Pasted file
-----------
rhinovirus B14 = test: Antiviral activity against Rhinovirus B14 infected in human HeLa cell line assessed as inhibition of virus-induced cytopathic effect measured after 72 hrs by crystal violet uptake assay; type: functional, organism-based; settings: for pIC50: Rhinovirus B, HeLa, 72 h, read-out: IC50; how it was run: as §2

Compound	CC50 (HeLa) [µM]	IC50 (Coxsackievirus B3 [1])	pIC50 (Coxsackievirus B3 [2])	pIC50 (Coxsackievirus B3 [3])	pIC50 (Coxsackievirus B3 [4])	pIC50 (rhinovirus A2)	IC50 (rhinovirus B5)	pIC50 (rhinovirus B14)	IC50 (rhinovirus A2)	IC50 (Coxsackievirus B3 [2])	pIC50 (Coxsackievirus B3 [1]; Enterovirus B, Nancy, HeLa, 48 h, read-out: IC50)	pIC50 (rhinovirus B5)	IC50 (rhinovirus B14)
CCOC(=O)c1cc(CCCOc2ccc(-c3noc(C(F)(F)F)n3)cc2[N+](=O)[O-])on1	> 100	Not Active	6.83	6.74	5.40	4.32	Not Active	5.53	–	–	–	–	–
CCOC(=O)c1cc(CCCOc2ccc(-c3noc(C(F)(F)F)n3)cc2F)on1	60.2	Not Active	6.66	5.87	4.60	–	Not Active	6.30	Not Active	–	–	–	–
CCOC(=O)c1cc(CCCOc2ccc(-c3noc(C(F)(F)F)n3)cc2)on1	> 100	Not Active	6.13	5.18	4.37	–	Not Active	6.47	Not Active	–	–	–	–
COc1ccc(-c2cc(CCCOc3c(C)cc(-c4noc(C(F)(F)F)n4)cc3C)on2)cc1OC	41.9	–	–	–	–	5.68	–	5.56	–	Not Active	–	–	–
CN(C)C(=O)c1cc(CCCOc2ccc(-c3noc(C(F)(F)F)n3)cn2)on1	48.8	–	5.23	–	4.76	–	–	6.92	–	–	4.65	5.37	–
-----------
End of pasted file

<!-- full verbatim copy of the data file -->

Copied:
rhinovirus B14 = test: Antiviral activity against Rhinovirus B14 infected in human HeLa cell line assessed as inhibition of virus-induced cytopathic effect measured after 72 hrs by crystal violet uptake assay; type: functional, organism-based; settings: for pIC50: Rhinovirus B, HeLa, 72 h, read-out: IC50; how it was run: as §2

Compound	CC50 (HeLa) [µM]	IC50 (Coxsackievirus B3 [1])	pIC50 (Coxsackievirus B3 [2])	pIC50 (Coxsackievirus B3 [3])	pIC50 (Coxsackievirus B3 [4])	pIC50 (rhinovirus A2)	IC50 (rhinovirus B5)	pIC50 (rhinovirus B14)	IC50 (rhinovirus A2)	IC50 (Coxsackievirus B3 [2])	pIC50 (Coxsackievirus B3 [1]; Enterovirus B, Nancy, HeLa, 48 h, read-out: IC50)	pIC50 (rhinovirus B5)	IC50 (rhinovirus B14)
CCOC(=O)c1cc(CCCOc2ccc(-c3noc(C(F)(F)F)n3)cc2[N+](=O)[O-])on1	> 100	Not Active	6.83	6.74	5.40	4.32	Not Active	5.53	–	–	–	–	–
CCOC(=O)c1cc(CCCOc2ccc(-c3noc(C(F)(F)F)n3)cc2F)on1	60.2	Not Active	6.66	5.87	4.60	–	Not Active	6.30	Not Active	–	–	–	–
CCOC(=O)c1cc(CCCOc2ccc(-c3noc(C(F)(F)F)n3)cc2)on1	> 100	Not Active	6.13	5.18	4.37	–	Not Active	6.47	Not Active	–	–	–	–
COc1ccc(-c2cc(CCCOc3c(C)cc(-c4noc(C(F)(F)F)n4)cc3C)on2)cc1OC	41.9	–	–	–	–	5.68	–	5.56	–	Not Active	–	–	–
CN(C)C(=O)c1cc(CCCOc2ccc(-c3noc(C(F)(F)F)n3)cn2)on1	48.8	–	5.23	–	4.76	–	–	6.92	–	–	4.65	5.37	–